Be careful who you call a Florida cracker. Some folks like to be called a cracker; others hate it.
It all depends on who is doing the calling and who is doing the hearing.
For example, if a black man calls a white man "Cracker", it is not usually considered a compliment. It is a word for "bigot", and is very derogatory in that sense.
If a Yankee calls a country boy from North Florida a cracker, it might not be well received.
If that same Yankee calls a cowboy from Kissimmee a cracker, it might be okay.
The term "Florida cracker" defies easy definition. Having said that, I'll stick my neck out and give you mine.
He or she is from a family that was here long before the huge population explosions in Florida after World War Two. He or she is almost always Caucasian.
They and their ancestors lived in Florida and prospered before the days of cars, highways, mosquito control, air conditioning, medicare, social security and government welfare.
Quite often they are defined as second, third, fourth, fifth generation Floridians, or even more. I know one man who is 7 generations removed from Captain Francis Hendry, a pioneer cattleman and the founder of LaBelle, Florida.
A Florida cracker usually has a rural upbringing, either on a farm or in a small town with plenty of woods and water for hunting and fishing and land for planting.
That's because a Florida cracker is self sufficient.
When modern civilization collapses, the Florida cracker will be hunting, fishing, trapping and growing his own food while the rest of us will be standing in line at the government owned grocery store with our ration stamps.
The Florida cracker usually has a southern heritage, and his ancestors sympathized with the Confederacy during the Civil War.
You might even find a Confederate flag license tag on the front of his pickup truck.
The first crackers came to Florida before the Revolutionary War when Spain traded Florida to Great Britain.
After the new United States of America won the war, the Spanish got Florida back again from the British. It went back to the U.S. again in 1819 and became a U.S. territory in 1821.
There are several versions. Here are four, but there are probably more. Somebody is probably doing a PhD dissertation on the subject even as I write this.
Florida crackers have their own language, and I've learned a few of their key words in my half century in Florida.
One day after a super heavy rain in Orlando, my Florida cracker friend Howard described it as a "litard knot floater". I needed a translation as I had only been in Florida a couple of years back then.
That's when I learned that a litard is a fat pine knot used like kindling to start fires. A fat pine knot is very heavy, and it takes a lot of water to make it float.
If you have been wanting to learn a second language, you could do worse than to study the Florida Cracker language.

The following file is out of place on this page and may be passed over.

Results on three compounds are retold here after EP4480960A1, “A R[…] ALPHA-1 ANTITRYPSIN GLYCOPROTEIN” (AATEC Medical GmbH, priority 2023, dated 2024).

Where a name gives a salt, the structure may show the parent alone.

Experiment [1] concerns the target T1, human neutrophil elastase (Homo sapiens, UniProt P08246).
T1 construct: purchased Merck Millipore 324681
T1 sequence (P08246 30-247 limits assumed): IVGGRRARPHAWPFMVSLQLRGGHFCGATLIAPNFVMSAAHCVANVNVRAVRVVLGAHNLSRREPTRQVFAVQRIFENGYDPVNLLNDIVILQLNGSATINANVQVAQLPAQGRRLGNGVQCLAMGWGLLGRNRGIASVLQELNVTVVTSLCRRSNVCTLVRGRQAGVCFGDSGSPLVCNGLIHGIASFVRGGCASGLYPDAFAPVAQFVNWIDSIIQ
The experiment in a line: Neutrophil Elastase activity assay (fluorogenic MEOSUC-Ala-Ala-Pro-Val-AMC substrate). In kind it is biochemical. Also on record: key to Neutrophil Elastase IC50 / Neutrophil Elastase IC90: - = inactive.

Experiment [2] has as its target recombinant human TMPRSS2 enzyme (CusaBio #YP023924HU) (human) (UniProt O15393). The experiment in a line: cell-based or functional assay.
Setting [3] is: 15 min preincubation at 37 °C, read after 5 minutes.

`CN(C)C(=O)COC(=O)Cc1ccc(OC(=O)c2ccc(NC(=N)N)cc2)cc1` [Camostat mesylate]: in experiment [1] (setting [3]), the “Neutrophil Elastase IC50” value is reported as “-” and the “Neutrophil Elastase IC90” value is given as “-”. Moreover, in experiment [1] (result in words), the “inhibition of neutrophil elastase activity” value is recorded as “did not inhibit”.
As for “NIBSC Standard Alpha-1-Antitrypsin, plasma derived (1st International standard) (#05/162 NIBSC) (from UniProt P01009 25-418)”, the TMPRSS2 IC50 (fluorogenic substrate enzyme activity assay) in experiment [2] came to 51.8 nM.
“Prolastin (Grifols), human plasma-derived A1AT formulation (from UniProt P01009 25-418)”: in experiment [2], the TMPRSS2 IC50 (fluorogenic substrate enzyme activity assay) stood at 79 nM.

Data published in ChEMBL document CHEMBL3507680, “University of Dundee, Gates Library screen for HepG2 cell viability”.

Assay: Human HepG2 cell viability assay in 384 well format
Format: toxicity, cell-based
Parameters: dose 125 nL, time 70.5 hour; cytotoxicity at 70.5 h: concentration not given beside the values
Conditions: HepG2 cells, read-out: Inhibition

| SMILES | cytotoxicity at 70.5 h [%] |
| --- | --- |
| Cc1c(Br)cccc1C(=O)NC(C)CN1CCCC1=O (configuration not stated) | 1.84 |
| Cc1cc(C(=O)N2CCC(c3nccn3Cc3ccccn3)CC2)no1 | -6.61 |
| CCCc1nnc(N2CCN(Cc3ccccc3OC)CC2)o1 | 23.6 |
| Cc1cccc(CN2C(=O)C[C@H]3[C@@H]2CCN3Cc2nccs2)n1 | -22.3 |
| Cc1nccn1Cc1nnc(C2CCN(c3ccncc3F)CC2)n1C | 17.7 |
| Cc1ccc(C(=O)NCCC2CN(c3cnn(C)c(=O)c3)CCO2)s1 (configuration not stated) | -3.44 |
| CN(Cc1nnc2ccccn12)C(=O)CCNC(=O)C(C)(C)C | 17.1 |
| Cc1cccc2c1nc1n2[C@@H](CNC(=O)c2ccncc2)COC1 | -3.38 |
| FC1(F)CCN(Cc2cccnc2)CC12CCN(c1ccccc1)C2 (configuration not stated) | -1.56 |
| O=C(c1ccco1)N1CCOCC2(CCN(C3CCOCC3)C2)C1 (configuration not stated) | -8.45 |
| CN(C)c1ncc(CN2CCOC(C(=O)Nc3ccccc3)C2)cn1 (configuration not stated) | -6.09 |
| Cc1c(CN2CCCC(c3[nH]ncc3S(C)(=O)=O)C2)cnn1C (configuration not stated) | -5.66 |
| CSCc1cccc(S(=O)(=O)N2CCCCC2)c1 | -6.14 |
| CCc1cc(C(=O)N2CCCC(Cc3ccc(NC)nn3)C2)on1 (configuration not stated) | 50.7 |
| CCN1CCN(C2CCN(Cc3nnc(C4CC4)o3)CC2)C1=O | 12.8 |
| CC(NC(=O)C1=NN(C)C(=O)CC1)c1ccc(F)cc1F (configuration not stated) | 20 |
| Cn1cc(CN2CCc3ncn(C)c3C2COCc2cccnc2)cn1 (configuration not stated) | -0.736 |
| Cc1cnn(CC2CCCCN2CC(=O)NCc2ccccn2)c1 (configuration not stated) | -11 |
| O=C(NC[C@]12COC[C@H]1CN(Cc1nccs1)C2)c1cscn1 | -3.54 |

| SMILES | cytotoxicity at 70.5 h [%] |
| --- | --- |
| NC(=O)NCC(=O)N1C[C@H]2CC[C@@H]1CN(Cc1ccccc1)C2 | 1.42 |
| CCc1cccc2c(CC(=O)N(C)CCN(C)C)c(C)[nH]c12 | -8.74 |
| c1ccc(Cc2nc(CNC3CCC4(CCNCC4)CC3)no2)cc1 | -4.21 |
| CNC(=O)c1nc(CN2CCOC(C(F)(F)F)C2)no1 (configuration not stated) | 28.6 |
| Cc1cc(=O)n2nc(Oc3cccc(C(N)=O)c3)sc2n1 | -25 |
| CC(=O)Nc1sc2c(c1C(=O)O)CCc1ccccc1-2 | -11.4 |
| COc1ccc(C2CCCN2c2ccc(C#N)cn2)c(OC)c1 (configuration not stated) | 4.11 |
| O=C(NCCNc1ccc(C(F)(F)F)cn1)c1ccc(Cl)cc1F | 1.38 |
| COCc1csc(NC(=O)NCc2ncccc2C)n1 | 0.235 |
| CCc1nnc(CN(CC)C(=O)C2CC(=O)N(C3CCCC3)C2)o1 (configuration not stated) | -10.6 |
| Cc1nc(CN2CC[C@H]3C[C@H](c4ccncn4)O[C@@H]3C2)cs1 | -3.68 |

Other cool words that are still being used by Florida Crackers include:
Some folks in recent Florida history that might be considered Florida crackers were former Florida Governors Lawton Chiles, Leroy Collins, Fuller Warren, and Doyle Carlton. They would be considered "Cracker Aristocracy" because of their education and positions.
Congressman Bob Sikes from the panhandle was the quintessential cracker politician. Although born in south Georgia, he spent most of his life in Florida.
Sikes referred to himself as the "He Coon" when talking about how he protected his brood of constituents.
Lawton Chiles used the "He Coon" reference in his final debate with Jeb Bush in the Florida Governor's race in 1994.
Chiles was behind in the polls and said to Bush during the debate:
"The old he-coon walks just before the light of day."
I saw the debate, and Jeb Bush looked puzzled at Chiles's he-coon remark. Most viewers were also puzzled. Chiles meant that even though he was behind in the polls, he'd make a comeback and win the election. And so he did.
When I first moved to Florida in 1960, I don't think there was a single Republican in any elected position. Almost all office holders and politicians were Democrats and Florida Crackers in those days.
The state was run by the "Pork Chop Gang", a powerful group of about 20 north Florida and panhandle cracker politicians who controlled the Florida legislature.
Members of the gang in 1956 are shown in the photo above:
Back row (L-R): James E. "Nick" Connor, Brooksville; L.K. Edwards Jr., Irvine; Irlo O. Bronson Sr., Kissimmee; W.E. Bishop, Lake City; H.B. Douglas, Bonifay; William A. Shands, Gainesville; W. Randolph Hodges, Cedar Key; Charley E. Johns, Starke
Front row: John S. Rawls, Marianna; Philip D. Beall Jr., Pensacola; Harry O. Stratton, Callahan; F. Wilson Carraway, Tallahassee; W. Turner Davis, Madison; Scott Dilworth Clarke, Monticello; Dewey M. Johnson, Quincy; J. Edwin Baker, Umatilla; Edwin G. Fraser, Macclenny; Basil Charles "Bill" Pearce, East Palatka; Woodrow M. Melvin, Milton; J. Braham Black, Jasper; J.C. Getzen Jr., Bushnell.
The Pork Chop Gang controlled the state because each legislative district had not yet been redrawn to reflect the huge numbers of people who had moved into central and south Florida. They began to lose their power in 1968 when a new Florida Constitution ended the apportionment that favored the small counties.
To hear some Florida Cracker language, check out this old video of Governor Charley Johns, a pork chopper, debating aspiring gubernatorial candidate Leroy Collins.
Another example of "Crackerese" is this video of a Carabelle, Florida fisherman named William Massey showing you how to clean a mullet without damaging the roe, also known as "cracker caviar".